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Sergey Kravtsov and Christopher Spannagle

1. Introduction Nonuniformity in the global warming trend is usually attributed to corresponding nonuniformities in the external forcing ( Crowley 2000 ). A complementary hypothesis involves multidecadal climate oscillations affecting the rate of global temperature change ( Folland et al. 1986 ; Mann and Park 1994 ; Schlesinger and Ramankutty 1994 ); a possible mechanism for this variability is associated with intrinsic dynamics of the oceanic thermohaline circulation (THC; Delworth and Mann

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Christopher J. Poulsen and Jing Zhou

1. Introduction On submillennial time scales, internal natural variability is a substantial component of Earth's climate variability. The nature (amplitude, frequency) of unforced climate variability is tied to the mean state of the climate. This conclusion is supported, for example, by modern observational evidence that El Niño events have intensified in the central Pacific as a result of climate change ( Lee and McPhaden 2010 ), paleoclimate evidence suggesting that the magnitude and

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D. Brent McRoberts and John W. Nielsen-Gammon

within the climate division implies that the climate division values properly represent the temporal precipitation variability within the climate division. For comparison, CDP values were recomputed using the standard post-1930 NCDC method but withholding single USHCN stations. The FNEP method had a higher overall correlation for each period examined ( Table 5 ) when averaged among the 337 USHCN stations (1 in each climate division, if available) used in this test. The performance of the standard CDP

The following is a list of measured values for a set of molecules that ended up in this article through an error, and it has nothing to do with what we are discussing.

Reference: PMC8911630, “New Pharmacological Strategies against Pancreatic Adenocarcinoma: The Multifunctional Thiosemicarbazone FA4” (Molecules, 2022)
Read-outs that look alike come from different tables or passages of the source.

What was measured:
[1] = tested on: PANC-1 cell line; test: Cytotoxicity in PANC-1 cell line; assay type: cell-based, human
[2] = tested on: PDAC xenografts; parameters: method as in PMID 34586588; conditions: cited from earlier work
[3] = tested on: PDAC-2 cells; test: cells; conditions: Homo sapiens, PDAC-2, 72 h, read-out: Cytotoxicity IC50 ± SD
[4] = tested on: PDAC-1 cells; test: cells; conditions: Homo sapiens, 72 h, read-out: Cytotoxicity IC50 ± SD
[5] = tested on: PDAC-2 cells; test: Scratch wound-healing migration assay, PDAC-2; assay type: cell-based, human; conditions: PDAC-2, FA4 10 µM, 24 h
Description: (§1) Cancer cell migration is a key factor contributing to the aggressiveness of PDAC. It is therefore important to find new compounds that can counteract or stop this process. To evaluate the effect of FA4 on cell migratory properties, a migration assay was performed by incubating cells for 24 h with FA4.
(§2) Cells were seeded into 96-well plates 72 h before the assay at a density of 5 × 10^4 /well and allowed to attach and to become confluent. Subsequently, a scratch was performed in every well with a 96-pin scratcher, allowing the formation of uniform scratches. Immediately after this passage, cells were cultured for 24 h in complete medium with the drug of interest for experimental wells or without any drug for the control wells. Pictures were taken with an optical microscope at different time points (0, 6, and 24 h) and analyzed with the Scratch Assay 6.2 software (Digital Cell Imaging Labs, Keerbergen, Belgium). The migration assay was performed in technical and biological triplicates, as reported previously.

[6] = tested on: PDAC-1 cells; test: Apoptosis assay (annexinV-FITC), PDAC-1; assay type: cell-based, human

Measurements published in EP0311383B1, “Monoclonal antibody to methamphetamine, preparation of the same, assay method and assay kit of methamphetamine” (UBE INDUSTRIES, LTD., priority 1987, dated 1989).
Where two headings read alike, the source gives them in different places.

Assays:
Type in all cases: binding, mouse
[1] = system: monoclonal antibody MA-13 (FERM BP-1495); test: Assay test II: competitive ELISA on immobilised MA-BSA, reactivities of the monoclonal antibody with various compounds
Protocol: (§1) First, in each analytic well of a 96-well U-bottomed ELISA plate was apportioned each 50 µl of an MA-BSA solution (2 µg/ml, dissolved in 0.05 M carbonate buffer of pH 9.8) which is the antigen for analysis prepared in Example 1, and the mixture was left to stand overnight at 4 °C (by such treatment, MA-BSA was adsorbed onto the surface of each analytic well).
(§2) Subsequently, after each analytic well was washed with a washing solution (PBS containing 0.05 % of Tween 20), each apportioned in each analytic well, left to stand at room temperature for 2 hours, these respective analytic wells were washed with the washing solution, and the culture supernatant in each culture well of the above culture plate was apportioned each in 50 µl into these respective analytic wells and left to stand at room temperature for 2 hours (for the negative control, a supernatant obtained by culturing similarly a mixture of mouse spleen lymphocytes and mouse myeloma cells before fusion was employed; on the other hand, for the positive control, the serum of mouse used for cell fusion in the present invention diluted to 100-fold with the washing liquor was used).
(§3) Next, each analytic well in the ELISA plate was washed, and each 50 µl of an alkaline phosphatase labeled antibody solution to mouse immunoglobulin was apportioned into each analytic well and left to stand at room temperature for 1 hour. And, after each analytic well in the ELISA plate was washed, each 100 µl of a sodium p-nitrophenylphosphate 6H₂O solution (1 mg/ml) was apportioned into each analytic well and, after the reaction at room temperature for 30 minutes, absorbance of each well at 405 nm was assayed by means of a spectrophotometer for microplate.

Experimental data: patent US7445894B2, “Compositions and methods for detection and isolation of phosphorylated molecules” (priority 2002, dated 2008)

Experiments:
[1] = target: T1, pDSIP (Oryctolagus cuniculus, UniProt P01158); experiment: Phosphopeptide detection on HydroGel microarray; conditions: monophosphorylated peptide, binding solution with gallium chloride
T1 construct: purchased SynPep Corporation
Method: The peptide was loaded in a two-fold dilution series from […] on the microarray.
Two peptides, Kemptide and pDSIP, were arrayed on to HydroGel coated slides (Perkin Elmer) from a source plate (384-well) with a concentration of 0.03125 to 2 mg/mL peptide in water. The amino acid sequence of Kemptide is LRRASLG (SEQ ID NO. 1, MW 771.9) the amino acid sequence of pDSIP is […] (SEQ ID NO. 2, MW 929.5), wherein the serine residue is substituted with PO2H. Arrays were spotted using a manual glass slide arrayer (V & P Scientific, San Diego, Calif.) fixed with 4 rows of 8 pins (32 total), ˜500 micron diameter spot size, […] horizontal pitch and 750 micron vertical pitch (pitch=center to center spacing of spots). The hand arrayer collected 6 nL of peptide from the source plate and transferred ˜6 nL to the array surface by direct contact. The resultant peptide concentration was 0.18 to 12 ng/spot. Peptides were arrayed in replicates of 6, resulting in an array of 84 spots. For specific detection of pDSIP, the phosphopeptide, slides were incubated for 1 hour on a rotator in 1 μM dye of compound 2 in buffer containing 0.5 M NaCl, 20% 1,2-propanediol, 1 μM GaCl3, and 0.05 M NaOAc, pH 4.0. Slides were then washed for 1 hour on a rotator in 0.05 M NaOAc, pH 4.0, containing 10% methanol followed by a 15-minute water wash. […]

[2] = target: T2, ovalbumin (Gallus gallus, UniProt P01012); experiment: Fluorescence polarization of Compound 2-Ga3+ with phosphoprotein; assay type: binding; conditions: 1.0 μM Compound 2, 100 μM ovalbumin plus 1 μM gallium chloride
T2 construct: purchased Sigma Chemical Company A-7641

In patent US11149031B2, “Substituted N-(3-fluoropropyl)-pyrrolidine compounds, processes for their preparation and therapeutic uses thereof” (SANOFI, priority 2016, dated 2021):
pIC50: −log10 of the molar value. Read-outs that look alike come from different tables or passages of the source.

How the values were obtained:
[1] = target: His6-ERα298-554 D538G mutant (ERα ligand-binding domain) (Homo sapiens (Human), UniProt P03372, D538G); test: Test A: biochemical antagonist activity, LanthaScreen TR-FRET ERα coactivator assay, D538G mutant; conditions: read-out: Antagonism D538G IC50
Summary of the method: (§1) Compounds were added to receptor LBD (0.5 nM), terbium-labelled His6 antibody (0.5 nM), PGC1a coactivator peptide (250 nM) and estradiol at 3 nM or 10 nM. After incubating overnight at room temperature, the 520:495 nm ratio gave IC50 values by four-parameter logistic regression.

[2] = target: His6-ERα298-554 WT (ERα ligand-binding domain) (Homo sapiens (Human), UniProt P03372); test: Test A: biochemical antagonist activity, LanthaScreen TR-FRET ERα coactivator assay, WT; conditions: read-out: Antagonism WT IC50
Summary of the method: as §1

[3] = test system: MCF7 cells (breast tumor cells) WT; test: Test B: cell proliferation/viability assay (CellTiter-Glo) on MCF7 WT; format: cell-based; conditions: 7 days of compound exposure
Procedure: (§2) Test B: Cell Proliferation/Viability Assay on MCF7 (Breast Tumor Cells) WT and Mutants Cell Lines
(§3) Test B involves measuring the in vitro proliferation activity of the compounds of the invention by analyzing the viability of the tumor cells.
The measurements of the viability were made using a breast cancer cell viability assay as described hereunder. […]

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Laura Landrum, Bette L. Otto-Bliesner, Eugene R. Wahl, Andrew Conley, Peter J. Lawrence, Nan Rosenbloom, and Haiyan Teng

centennial variability among the temperature reconstructions ( Jones et al. 2009 ). Additionally, the geographic coverage of available proxy records decreases back in time and is less extensive for the first half of the last millennium and earlier. Numerical climate models provide a means of separating the changes associated with the external forcings of the last millennium from those reflecting internal variability. Models of varying complexity, from energy balance models ( Crowley et al. 2003 ) to

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Mojib Latif, Torge Martin, and Wonsun Park

averaged over the period 1991–2010 presented as anomalies relative to the period 1971–90. (b) The corresponding zonal-mean temperature anomalies. While the Northern Hemisphere experienced a strong warming during the recent decades, the Southern Hemisphere warmed only little. The global-average SST difference between the two time periods amounts to 0.2°C. Climate variability can be either generated internally by interactions within or between the individual climate system components (e.g., atmosphere